Distinguishing Orthopedic Deformities in Kids

Surgical Rounds®, January 2014,

Among its comprehensive review articles on spinal deformities, fractures, and other pediatric orthopedic conditions, the December 2013 issue of Surgery includes a concise and interesting article on the many foot problems orthopedic surgeons may encounter in children.

Among its comprehensive review articles on spinal deformities, fractures, and other pediatric orthopedic conditions, the December 2013 issue of Surgery includes a concise and interesting article on the many foot problems orthopedic surgeons may encounter in children.

The article provides information about the known etiology, incidence, diagnosis, and management of 6 orthopedic conditions: clubfoot, metatarsus adductus, vertical talus, tarsal coalition, pes cavus, and flatfoot.

Although clubfoot occurs in boys twice as often as girls, the condition also appears to have a genetic predisposition, as children born into affected families are 30 times more likely to be born with clubfoot. Obstetricians often discover the defect in prenatal ultrasounds, and nonsurgical manipulation with casting is the preferred treatment approach.

Metatarsus adductus occurs in one out of every 1,000 live births and may be related to in utero positioning, specifically a breech presentation. The condition occurs in both feet in roughly half of affected children. Although the back of the foot and the ankles appear normal, the front of the foot is bent toward the middle. However, this condition often resolves with age or casting.

Congenital vertical talus presents as a rigid flatfoot with a rocker-bottom appearance and occurs in one out of every 15,000 live births. While muscle imbalance, intrauterine compression, and growth arrest during fetal development may cause the condition, its definitive etiologies have not yet been identified. Still, congenital vertical talus may be comorbid with conditions like myelomeningocele and arthrogryposis. If manipulation and serial casting fail, then surgery involving soft tissue release is needed.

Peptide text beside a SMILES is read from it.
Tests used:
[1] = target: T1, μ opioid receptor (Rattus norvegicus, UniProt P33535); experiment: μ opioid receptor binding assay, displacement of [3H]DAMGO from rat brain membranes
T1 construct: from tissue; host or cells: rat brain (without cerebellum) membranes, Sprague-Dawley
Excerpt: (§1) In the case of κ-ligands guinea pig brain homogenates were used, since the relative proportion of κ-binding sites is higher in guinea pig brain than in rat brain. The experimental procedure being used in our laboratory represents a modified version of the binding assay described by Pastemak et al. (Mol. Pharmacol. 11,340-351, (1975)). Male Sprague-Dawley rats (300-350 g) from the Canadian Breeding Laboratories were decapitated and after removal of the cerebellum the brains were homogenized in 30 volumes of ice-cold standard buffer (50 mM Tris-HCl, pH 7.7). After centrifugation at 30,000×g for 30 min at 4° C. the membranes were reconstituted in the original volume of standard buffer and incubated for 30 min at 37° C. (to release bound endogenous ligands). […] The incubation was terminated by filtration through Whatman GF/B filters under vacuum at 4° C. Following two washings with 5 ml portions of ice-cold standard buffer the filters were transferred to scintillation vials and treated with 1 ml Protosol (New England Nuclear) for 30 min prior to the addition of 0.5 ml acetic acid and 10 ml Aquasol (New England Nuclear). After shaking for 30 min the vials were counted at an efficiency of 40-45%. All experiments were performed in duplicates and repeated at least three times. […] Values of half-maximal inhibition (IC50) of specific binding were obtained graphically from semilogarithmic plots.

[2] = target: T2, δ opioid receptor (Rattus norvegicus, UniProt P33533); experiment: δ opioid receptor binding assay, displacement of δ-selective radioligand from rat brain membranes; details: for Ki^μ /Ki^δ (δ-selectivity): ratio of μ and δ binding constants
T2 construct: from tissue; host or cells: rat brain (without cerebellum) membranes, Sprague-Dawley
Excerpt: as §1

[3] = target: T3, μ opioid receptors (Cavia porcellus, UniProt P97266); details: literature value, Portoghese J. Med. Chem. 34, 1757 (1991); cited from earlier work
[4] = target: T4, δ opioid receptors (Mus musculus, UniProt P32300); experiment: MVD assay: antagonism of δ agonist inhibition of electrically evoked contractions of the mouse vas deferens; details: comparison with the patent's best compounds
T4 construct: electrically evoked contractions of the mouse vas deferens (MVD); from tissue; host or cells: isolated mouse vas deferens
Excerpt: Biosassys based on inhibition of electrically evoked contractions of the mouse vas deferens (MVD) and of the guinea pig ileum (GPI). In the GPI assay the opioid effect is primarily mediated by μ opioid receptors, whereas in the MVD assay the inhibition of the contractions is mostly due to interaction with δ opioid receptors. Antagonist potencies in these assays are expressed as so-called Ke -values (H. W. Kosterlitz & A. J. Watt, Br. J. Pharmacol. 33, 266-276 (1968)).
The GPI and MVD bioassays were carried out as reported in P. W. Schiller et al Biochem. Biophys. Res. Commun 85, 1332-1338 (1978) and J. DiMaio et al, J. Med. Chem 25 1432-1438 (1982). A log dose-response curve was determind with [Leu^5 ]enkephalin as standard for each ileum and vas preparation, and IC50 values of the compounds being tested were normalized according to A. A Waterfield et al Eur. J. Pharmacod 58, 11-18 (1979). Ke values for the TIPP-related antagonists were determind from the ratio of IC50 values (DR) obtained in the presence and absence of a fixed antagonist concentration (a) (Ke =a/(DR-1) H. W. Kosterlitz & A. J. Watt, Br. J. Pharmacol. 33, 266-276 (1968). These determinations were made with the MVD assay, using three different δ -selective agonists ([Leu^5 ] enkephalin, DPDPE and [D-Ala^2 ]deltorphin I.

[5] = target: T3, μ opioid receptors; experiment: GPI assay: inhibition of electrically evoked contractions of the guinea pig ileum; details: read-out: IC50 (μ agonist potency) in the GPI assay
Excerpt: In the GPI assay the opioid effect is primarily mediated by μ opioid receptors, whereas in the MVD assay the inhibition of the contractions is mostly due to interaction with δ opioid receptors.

Though tarsal coalition occurs in less than 1% of children, this abnormal connection between bones in the feet can be painful, so the goal of treatment is to reduce pain and increase foot flexibility. Nonsurgical treatments like insoles, orthotics, and casting may help, but if they do not, then surgery to excise the coalitions is needed.

Pes cavus is a high longitudinal arch that can cause claw toes and hindfoot deformities. Children with this condition frequently have underlying neurologic conditions and suffer from muscle imbalance. Pain and ankle instability are common, and surgery is the preferred treatment.

Unlike the other conditions described in this review, flexible or rigid flatfoot runs in families and requires no treatment in children.